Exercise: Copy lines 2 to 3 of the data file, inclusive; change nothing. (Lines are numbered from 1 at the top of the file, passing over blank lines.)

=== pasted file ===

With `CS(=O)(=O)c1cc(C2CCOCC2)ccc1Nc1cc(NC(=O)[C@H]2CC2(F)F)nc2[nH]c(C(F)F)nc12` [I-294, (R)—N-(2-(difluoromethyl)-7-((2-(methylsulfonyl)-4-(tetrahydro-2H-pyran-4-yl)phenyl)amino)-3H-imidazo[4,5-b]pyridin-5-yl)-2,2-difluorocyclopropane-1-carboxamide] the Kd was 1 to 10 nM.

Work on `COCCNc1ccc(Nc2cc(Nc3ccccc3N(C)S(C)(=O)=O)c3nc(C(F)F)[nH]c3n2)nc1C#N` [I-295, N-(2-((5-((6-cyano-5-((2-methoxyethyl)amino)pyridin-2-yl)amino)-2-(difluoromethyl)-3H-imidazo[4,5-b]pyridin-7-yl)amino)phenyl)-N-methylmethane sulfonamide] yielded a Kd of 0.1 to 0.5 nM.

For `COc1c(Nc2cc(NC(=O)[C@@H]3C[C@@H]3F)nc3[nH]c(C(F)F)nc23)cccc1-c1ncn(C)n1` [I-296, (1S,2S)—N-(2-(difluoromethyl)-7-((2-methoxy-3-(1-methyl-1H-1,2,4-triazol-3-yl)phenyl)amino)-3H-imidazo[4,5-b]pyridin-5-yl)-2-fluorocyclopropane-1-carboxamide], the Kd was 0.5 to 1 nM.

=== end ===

Work on `COCCNc1ccc(Nc2cc(Nc3ccccc3N(C)S(C)(=O)=O)c3nc(C(F)F)[nH]c3n2)nc1C#N` [I-295, N-(2-((5-((6-cyano-5-((2-methoxyethyl)amino)pyridin-2-yl)amino)-2-(difluoromethyl)-3H-imidazo[4,5-b]pyridin-7-yl)amino)phenyl)-N-methylmethane sulfonamide] yielded a Kd of 0.1 to 0.5 nM.

For `COc1c(Nc2cc(NC(=O)[C@@H]3C[C@@H]3F)nc3[nH]c(C(F)F)nc23)cccc1-c1ncn(C)n1` [I-296, (1S,2S)—N-(2-(difluoromethyl)-7-((2-methoxy-3-(1-methyl-1H-1,2,4-triazol-3-yl)phenyl)amino)-3H-imidazo[4,5-b]pyridin-5-yl)-2-fluorocyclopropane-1-carboxamide], the Kd was 0.5 to 1 nM.